KGMB-Honolulu – Special program on the search for Amelia Earhart – Mutual Broadcasting – July 7, 1937 – Chuck Granata Collection –
Eighty-three years ago, one of the most recognizable and admired explorers, Amelia Earhart had been missing since July 2nd, when during an attempt to make a circumnavigational flight of the globe in 1937 in a Purdue-funded Lockheed Model 10-E Electra, Earhart and navigator Fred Noonan disappeared over the central Pacific Ocean near Howland Island.
On July 2, 1937, midnight GMT, Earhart and Noonan took off from Lae Airfield (06°43′59″S 146°59′45″E) in the heavily loaded Electra. Their intended destination was Howland Island (0°48′24″N 176°36′59″WCoordinates: 0°48′24″N 176°36′59″W), a flat sliver of land 6,500 ft (2,000 m) long and 1,600 ft (500 m) wide, 10 ft (3 m) high and 2,556 miles (2,221 nmi; 4,113 km) away. The aircraft departed Lae with about 1100 gallons of gasoline.
Around 3 pm Lae time, Earhart reported her altitude as 10000 feet but that they would reduce altitude due to thick clouds. Around 5 pm, Earhart reported her altitude as 7000 feet and speed as 150 knots.
Their last known position report was near the Nukumanu Islands, about 800 miles (700 nmi; 1,300 km) into the flight.
During Earhart and Noonan’s approach to Howland Island, the Itasca received strong and clear voice transmissions from Earhart identifying as KHAQQ but she apparently was unable to hear voice transmissions from the ship. Signals from the ship would also be used for direction finding, implying that the aircraft’s direction finder was also not functional.
The first calls, routine reports stating the weather as cloudy and overcast, were received at 2:45 and just before 5 am on July 2. These calls were broken up by static, but at this point the aircraft would still be a long distance from Howland.
At 6:14 am another call was received stating the aircraft was within 200 miles (320 km), and requested that the ship use its direction finder to provide a bearing for the aircraft. Earhart began whistling into the microphone to provide a continual signal for them to home in on. It was at this point that the radio operators on the Itasca realized that their RDF system could not tune in the aircraft’s 3105 kHz frequency; radioman Leo Bellarts later commented that he “was sitting there sweating blood because I couldn’t do a darn thing about it.” A similar call asking for a bearing was received at 6:45 am, when Earhart estimated they were 100 miles (160 km) out.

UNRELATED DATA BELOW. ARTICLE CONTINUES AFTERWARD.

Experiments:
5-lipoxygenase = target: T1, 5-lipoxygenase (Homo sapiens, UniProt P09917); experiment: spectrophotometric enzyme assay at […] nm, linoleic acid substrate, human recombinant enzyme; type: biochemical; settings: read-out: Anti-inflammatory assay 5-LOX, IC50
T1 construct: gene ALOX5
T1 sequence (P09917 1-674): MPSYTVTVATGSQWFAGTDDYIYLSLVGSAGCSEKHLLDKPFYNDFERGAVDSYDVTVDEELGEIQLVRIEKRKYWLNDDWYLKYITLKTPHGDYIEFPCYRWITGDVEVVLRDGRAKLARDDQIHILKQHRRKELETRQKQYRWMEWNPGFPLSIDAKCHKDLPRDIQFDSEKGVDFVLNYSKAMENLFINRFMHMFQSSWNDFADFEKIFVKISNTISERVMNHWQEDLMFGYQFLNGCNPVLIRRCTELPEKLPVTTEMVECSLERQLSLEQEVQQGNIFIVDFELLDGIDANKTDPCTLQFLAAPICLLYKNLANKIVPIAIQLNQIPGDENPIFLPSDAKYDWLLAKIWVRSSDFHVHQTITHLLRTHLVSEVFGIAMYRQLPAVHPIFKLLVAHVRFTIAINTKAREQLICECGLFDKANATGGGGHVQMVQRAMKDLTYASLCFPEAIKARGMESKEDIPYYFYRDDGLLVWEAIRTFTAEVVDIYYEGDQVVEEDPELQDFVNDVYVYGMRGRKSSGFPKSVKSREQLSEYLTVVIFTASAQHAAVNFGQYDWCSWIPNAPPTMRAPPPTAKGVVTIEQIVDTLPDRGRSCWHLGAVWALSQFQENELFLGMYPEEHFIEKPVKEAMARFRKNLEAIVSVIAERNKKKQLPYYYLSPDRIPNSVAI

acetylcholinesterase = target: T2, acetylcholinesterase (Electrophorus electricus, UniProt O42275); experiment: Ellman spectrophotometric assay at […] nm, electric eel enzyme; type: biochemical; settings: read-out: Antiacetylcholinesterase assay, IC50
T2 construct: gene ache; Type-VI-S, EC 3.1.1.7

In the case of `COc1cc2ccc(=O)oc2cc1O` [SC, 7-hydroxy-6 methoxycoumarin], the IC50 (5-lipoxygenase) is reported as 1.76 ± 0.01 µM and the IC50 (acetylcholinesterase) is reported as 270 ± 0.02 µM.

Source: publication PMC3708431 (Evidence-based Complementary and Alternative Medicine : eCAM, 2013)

In her last known transmission at 8:43 am Earhart broadcast “We are on the line 157 337. We will repeat this message. We will repeat this on 6210 kilocycles. Wait.” However, a few moments later she was back on the same frequency (3105 kHz) with a transmission that was logged as “questionable”: “We are running on line north and south.” Earhart’s transmissions seemed to indicate she and Noonan believed they had reached Howland’s charted position, which was incorrect by about five nautical miles (10 km). The Itasca used her oil-fired boilers to generate smoke for a period of time but the fliers apparently did not see it. The many scattered clouds in the area around Howland Island have also been cited as a problem: their dark shadows on the ocean surface may have been almost indistinguishable from the island’s subdued and very flat profile.
This broadcast, from July 7th, was made during the continuing efforts to locate Earhart. Five days after her disappearance it was still thought she and her co-pilot had survived, and very few people were believing otherwise.
Here is a half hour special program, as it was aired over the Mutual Broadcasting System on July 7, 1937 – special thanks to Charles Granata for remastering the original transcription discs and offering them for this post.
Crank it up and pretend you don’t know how the story ends.